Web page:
The Empire State Building is the tallest and most famous skyscraper in New York City. More than 120 million visitors, including the rock group Kiss and Queen Elizabeth II, have gazed down on the city from the Observatory since it opened in 1931. Midtown Fifth Avenue is New York City’s best-known boulevard and home to three of its most famous buildings. In the late 1800s, it was lined with mansions belonging to prominent families, but as retailers moved north in the 1900s, society fled uptown. One of the former mansions that remains is the Cartier building, reputedly acquired from banker Morton F. Plant in 1917 in exchange for a string of pearls.
A city within a city and a National Historical Landmark, something you must do in the Big Apple is visit the largest privately owned complex in the world. Begun in the 1930’s, it was the first commercial project to integrate gardens, dinning, and shopping with office space. Rockefeller Center is the hub of midtown New York, alive with activity day and night. The number of building has grown to 19, through the newer buildings do not match the Art Deco elegance of the original 14 structures. Over 100 works of art lie within the complex, including a major mural in each building. Still growing, this site contains one of the more outstanding public art collections in America.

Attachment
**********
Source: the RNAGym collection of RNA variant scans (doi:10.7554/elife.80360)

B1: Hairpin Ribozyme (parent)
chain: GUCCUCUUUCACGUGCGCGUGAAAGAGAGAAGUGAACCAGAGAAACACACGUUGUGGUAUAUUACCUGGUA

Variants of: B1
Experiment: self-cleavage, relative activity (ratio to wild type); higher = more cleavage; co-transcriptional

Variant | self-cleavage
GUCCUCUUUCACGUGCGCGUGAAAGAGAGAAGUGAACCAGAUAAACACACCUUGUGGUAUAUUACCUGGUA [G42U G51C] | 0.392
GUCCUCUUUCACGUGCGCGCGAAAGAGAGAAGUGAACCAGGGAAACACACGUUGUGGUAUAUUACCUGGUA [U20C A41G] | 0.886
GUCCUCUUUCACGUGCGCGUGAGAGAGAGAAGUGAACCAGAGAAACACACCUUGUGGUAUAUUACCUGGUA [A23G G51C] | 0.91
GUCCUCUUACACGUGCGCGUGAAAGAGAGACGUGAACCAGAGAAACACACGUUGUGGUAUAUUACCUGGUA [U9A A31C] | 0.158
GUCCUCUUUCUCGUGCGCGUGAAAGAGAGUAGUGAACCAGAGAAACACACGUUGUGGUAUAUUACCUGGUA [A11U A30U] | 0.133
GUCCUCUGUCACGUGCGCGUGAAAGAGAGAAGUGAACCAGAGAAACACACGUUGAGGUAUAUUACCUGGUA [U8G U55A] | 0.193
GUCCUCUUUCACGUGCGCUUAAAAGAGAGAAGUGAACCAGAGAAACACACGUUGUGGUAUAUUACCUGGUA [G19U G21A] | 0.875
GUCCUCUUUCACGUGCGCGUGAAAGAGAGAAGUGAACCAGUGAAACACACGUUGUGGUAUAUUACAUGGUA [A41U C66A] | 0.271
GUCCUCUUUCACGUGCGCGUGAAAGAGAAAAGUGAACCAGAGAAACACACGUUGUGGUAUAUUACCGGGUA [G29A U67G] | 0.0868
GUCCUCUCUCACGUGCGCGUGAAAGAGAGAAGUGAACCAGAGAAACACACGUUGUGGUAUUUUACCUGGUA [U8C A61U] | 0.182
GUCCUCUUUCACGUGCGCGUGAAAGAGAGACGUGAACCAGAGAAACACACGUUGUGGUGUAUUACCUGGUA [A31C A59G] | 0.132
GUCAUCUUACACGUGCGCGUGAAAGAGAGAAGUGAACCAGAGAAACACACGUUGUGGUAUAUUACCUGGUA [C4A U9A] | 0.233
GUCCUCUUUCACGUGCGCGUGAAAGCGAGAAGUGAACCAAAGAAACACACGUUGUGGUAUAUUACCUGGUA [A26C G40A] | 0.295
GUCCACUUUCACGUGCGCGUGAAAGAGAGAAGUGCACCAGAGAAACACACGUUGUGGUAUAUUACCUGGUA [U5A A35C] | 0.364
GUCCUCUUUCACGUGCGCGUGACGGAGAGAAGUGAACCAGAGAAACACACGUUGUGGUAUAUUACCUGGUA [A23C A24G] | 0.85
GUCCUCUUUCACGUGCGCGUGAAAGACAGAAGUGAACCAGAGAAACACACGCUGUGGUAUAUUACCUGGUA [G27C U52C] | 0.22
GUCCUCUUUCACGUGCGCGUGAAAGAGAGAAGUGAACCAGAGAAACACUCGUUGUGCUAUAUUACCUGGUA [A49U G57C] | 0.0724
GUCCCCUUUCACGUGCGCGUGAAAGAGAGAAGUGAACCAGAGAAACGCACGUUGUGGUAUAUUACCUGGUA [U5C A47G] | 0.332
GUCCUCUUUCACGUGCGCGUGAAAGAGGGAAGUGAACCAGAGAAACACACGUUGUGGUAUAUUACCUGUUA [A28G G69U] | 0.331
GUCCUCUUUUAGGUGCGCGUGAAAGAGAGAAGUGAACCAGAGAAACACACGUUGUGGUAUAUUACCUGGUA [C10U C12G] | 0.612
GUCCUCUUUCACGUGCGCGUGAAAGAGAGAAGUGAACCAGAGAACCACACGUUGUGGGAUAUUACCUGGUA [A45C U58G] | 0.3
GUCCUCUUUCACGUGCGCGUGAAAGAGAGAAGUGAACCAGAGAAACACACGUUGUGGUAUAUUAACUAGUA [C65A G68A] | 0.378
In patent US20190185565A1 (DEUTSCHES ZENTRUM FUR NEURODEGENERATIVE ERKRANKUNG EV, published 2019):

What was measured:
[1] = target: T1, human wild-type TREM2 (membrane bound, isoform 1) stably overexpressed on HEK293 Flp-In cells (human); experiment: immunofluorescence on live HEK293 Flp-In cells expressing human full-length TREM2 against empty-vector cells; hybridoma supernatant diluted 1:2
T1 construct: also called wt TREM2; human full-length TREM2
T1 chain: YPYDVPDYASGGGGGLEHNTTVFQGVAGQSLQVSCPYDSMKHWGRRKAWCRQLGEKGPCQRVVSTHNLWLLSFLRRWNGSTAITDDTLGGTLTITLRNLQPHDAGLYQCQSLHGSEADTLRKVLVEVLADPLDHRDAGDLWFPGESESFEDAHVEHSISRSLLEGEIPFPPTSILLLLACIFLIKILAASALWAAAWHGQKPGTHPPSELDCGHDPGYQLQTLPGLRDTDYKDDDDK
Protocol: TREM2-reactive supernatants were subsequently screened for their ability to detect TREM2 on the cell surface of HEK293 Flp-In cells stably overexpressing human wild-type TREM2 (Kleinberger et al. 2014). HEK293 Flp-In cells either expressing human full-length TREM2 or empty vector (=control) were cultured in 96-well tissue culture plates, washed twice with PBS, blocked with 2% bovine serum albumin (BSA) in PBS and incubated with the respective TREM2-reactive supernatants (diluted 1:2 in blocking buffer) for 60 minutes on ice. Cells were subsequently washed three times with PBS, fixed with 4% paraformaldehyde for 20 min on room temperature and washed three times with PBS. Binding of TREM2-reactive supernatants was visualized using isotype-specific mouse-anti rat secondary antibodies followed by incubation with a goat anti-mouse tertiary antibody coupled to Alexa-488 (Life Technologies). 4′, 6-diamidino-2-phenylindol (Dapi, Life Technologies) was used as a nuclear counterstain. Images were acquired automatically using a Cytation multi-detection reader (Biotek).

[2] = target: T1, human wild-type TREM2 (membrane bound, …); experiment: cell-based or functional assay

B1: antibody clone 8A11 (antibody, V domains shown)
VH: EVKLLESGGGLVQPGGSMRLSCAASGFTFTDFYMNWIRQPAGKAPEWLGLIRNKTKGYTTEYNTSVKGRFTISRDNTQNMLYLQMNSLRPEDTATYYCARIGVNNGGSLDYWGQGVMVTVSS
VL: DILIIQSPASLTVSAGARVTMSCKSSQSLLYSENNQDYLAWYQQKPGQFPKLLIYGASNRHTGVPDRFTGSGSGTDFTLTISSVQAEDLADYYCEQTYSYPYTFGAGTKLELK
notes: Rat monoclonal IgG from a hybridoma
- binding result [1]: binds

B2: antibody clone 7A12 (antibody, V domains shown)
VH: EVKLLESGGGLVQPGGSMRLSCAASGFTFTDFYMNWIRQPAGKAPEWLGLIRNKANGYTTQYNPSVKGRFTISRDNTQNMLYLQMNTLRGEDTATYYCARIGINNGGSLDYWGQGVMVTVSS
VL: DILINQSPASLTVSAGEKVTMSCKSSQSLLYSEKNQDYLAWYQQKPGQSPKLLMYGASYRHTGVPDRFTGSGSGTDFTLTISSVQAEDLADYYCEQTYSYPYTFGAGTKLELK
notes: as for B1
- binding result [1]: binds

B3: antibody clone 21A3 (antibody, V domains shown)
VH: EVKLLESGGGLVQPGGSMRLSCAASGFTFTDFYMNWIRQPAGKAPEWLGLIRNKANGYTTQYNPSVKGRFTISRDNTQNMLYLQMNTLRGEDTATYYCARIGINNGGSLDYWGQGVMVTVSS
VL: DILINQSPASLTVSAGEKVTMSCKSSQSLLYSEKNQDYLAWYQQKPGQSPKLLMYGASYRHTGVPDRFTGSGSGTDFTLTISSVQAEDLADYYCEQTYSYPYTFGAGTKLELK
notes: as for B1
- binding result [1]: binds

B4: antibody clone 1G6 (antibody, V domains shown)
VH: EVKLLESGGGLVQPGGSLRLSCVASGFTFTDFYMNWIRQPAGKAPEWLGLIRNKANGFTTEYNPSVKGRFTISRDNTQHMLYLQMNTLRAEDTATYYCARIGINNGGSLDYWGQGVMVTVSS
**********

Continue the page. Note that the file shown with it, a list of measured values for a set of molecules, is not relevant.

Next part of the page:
The figure presiding over New York harbor, officially titled ‘Liberty Enlightening the World,’ has been a harbinger of freedom for millions since her inauguration by President Grover Cleveland in 1886. No visit to New York is complete without seeing the statue, a gift of friendship from the French to mark the U.S.’s 100th birthday in 1876, was designed by the French sculptor Frederic-Auguste Bartholdi, who devoted 21 years to the project.
Article credit: Reader’s Digest
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